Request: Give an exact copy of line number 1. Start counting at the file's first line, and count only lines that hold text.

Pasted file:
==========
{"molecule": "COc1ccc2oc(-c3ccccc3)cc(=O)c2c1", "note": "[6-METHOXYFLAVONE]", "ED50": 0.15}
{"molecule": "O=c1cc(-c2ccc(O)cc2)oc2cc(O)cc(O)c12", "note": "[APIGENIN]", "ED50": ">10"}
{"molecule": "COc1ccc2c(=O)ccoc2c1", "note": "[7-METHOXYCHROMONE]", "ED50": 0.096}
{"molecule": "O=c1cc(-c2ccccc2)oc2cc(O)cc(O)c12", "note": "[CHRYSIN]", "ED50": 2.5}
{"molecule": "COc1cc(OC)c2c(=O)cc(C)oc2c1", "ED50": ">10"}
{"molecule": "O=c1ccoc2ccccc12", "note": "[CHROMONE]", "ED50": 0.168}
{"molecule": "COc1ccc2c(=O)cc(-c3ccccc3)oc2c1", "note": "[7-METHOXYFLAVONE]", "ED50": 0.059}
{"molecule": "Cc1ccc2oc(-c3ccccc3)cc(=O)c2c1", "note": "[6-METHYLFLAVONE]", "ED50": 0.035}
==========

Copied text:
{"molecule": "COc1ccc2oc(-c3ccccc3)cc(=O)c2c1", "note": "[6-METHOXYFLAVONE]", "ED50": 0.15}